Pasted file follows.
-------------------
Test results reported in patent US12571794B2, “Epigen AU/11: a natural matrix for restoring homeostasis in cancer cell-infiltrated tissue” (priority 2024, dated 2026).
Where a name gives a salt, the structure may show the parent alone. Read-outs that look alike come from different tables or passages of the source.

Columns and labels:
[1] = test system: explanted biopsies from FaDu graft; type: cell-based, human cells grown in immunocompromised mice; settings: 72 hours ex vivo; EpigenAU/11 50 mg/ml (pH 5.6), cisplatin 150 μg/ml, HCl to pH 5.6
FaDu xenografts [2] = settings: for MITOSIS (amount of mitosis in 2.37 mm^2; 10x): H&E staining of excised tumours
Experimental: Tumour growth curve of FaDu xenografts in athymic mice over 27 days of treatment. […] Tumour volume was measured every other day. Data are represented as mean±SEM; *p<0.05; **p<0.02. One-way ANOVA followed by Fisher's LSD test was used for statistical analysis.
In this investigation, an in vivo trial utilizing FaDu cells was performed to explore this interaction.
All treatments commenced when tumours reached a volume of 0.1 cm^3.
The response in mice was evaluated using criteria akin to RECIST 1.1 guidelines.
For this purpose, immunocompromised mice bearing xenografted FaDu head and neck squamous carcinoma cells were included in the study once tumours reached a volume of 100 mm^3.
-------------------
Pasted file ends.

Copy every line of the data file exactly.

Test results reported in patent US12571794B2, “Epigen AU/11: a natural matrix for restoring homeostasis in cancer cell-infiltrated tissue” (priority 2024, dated 2026).
Where a name gives a salt, the structure may show the parent alone. Read-outs that look alike come from different tables or passages of the source.

Columns and labels:
[1] = test system: explanted biopsies from FaDu graft; type: cell-based, human cells grown in immunocompromised mice; settings: 72 hours ex vivo; EpigenAU/11 50 mg/ml (pH 5.6), cisplatin 150 μg/ml, HCl to pH 5.6
FaDu xenografts [2] = settings: for MITOSIS (amount of mitosis in 2.37 mm^2; 10x): H&E staining of excised tumours
Experimental: Tumour growth curve of FaDu xenografts in athymic mice over 27 days of treatment. […] Tumour volume was measured every other day. Data are represented as mean±SEM; *p<0.05; **p<0.02. One-way ANOVA followed by Fisher's LSD test was used for statistical analysis.
In this investigation, an in vivo trial utilizing FaDu cells was performed to explore this interaction.
All treatments commenced when tumours reached a volume of 0.1 cm^3.
The response in mice was evaluated using criteria akin to RECIST 1.1 guidelines.
For this purpose, immunocompromised mice bearing xenografted FaDu head and neck squamous carcinoma cells were included in the study once tumours reached a volume of 100 mm^3.